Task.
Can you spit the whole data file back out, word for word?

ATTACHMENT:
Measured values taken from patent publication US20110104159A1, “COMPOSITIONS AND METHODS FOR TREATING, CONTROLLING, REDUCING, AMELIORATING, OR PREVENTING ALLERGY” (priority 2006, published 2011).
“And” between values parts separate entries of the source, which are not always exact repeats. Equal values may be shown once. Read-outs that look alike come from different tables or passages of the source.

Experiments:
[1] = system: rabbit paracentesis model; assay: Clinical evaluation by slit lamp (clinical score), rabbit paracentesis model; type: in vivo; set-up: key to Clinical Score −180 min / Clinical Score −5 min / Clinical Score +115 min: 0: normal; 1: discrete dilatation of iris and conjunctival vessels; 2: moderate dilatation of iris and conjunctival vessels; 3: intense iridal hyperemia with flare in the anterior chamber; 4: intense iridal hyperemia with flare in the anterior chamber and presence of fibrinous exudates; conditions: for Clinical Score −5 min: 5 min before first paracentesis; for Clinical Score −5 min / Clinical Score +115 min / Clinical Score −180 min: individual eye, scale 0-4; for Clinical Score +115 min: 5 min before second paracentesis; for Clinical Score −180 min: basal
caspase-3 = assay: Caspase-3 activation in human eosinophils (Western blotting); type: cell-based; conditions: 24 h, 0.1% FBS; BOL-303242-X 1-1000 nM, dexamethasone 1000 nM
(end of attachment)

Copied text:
Measured values taken from patent publication US20110104159A1, “COMPOSITIONS AND METHODS FOR TREATING, CONTROLLING, REDUCING, AMELIORATING, OR PREVENTING ALLERGY” (priority 2006, published 2011).
“And” between values parts separate entries of the source, which are not always exact repeats. Equal values may be shown once. Read-outs that look alike come from different tables or passages of the source.

Experiments:
[1] = system: rabbit paracentesis model; assay: Clinical evaluation by slit lamp (clinical score), rabbit paracentesis model; type: in vivo; set-up: key to Clinical Score −180 min / Clinical Score −5 min / Clinical Score +115 min: 0: normal; 1: discrete dilatation of iris and conjunctival vessels; 2: moderate dilatation of iris and conjunctival vessels; 3: intense iridal hyperemia with flare in the anterior chamber; 4: intense iridal hyperemia with flare in the anterior chamber and presence of fibrinous exudates; conditions: for Clinical Score −5 min: 5 min before first paracentesis; for Clinical Score −5 min / Clinical Score +115 min / Clinical Score −180 min: individual eye, scale 0-4; for Clinical Score +115 min: 5 min before second paracentesis; for Clinical Score −180 min: basal
caspase-3 = assay: Caspase-3 activation in human eosinophils (Western blotting); type: cell-based; conditions: 24 h, 0.1% FBS; BOL-303242-X 1-1000 nM, dexamethasone 1000 nM